After all the exhausting glitz of the holiday season, Crown Uptown’s Matthew Rumsey figures that audiences are ready for a change of pace to ease into the new year.
That’s why he selected “Steel Magnolias,” Robert Harling’s 1987 comedy-drama about the bonding among a group of quirky Southern women, as the next offering for the theater. The show — the only non-musical of the season — opens Friday night.
“We wanted to do something smaller and more intimate to take a break after all the flashy holiday fare. ‘Steel Magnolias’ seemed a perfect choice because it’s full of laughs but with heart-touching moments,” said Rumsey, who will direct the show.
The main difference between the play and the 1989 movie, Rumsey said, is that the play concentrates on the six women in one setting: a small-town Louisiana beauty shop where they gather to gossip and commiserate. The men in their lives are talked about but are never seen, whereas the movie brought some of the men in as characters.
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M’Lynn (played by Patti Cooper) is a strong-willed wife, mother and pillar of her community who believes a woman’s goal is to sacrifice for her family. Shelby (Ashley Lauren) is her equally strong-willed newlywed daughter determined to have a baby despite danger to her health.
Among their circle are tart-tongued, no-nonsense widow Oiser (Jean Ann Cusick); fluttery, fussy, aging Southern belle Clairee (Stephanie Dennis) and naive, awkward town newcomer Annelle (Addie Barnhart), a caterpillar just dying to become a butterfly.
Playing host to them all every week in her home-based beauty shop is wisecracking good old gal Truvy (Karen Robu), a romantic who constantly complains about her husband but wouldn’t know what to do without him — and would never want to try.
“Truvy is the peacemaker of the group. Even though she complains a lot, she is a happy, caring person who wants to do right by everybody. She keeps everybody going,” said Robu, best known for musicals like “Gypsy” and “Les Miserables” for Music Theatre of Wichita. Robu said this rare non-singing role because it allows her a chance to flex her pure acting skills.
“She was played by Dolly Parton in the movie, so she can be a bit flamboyant. She is a little over the top. I like that because I like to make people laugh. I can identify with her personally on a lot of levels — except I never complain about my husband,” Robu said with a laugh.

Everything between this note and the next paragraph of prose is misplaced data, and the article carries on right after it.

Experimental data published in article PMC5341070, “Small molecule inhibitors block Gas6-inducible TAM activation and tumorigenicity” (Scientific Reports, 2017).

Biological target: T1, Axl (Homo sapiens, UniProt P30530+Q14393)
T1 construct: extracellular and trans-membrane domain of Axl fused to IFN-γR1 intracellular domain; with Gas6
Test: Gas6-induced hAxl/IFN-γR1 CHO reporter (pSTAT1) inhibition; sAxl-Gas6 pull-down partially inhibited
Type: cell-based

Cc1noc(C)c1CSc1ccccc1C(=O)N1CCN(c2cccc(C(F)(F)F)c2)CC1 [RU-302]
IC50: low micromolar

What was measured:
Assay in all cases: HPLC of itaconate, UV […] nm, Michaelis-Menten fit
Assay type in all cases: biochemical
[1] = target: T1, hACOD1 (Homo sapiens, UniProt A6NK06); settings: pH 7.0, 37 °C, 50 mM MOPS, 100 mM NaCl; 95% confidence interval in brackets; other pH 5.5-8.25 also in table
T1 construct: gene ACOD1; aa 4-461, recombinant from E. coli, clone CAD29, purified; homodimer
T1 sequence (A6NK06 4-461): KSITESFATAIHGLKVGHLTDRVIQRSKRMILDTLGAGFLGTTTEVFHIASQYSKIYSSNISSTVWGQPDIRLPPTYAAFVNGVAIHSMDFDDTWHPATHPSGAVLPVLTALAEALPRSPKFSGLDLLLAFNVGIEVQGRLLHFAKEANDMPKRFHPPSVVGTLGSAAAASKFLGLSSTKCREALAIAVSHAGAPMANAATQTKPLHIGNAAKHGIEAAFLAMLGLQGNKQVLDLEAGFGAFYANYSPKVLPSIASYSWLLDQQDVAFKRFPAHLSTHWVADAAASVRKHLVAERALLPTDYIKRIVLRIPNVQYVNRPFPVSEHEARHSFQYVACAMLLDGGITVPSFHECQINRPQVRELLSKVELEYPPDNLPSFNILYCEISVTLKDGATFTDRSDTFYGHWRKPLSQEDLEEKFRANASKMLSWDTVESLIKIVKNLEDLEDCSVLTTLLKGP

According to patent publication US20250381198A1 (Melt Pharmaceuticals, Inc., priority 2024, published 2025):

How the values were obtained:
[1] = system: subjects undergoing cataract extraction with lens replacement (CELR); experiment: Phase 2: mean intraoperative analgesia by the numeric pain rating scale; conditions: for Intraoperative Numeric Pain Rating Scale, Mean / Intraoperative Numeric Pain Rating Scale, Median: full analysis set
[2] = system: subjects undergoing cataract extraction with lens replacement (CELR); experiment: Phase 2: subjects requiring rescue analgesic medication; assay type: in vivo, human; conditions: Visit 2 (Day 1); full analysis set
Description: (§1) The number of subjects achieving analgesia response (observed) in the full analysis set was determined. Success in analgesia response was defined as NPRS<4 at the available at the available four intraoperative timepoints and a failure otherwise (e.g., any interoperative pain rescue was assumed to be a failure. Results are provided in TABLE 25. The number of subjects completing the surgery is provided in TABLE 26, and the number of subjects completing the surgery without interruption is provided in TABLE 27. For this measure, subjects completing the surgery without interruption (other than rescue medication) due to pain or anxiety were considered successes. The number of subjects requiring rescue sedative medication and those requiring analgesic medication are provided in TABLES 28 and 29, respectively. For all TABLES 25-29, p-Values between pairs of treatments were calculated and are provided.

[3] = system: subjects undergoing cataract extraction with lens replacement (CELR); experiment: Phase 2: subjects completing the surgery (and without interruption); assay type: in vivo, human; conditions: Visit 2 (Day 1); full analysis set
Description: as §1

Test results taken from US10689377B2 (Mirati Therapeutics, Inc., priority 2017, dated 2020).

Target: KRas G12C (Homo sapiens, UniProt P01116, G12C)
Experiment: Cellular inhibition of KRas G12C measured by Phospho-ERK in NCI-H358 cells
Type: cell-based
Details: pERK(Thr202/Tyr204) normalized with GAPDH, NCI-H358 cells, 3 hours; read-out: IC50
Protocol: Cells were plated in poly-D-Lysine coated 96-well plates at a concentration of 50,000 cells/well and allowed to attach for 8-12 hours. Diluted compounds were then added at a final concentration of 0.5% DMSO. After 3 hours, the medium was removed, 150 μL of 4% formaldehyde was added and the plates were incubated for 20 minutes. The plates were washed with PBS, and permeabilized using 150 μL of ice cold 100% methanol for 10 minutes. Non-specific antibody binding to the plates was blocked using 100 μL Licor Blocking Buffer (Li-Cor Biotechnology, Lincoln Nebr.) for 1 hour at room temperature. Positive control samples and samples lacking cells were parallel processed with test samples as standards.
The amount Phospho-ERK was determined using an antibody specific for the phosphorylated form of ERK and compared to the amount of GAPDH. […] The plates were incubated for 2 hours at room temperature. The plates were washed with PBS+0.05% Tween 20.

As M’Lynn, Cooper makes a comeback to performing after a career as teacher (Wichita Collegiate), choreographer (Kansas Dance Academy, Music Theatre for Young People), director and mother of four (now ages 18 to 26).
“Because so much of my work was with musical theater, I would consider myself a singer first. But as a performer, it’s important to use all of your skills. There’s a lot to be said for straight plays. I’m having such fun with ‘Steel Magnolias,’ that I don’t miss the music,” said Cooper, who plays the motherly role taken by Field in the movie.
“M’Lynn — short for Mary Lynn — is a very strong, independent woman who raised her daughter, Shelby, to be strong and independent, too, which is causing problems because they are both so much alike. She doesn’t think she’s a control freak because she does it out of love,” Cooper said.
As Shelby, Wichita State University music theater major Lauren is looking forward to using “just my words and emotions rather than bursting into song” to create her character.
“Shelby is very confident, strong and vivacious. She thinks about how she wants her life to be, and she is determined not to let anything get in the way — in this case, her diabetes,” Lauren said.
“She has problems, but she carries them well because that’s the way she’s been raised. She’s a Southern belle who knows what she wants. As the title indicates, Southern women may seem delicate like magnolias but they are strong like steel.”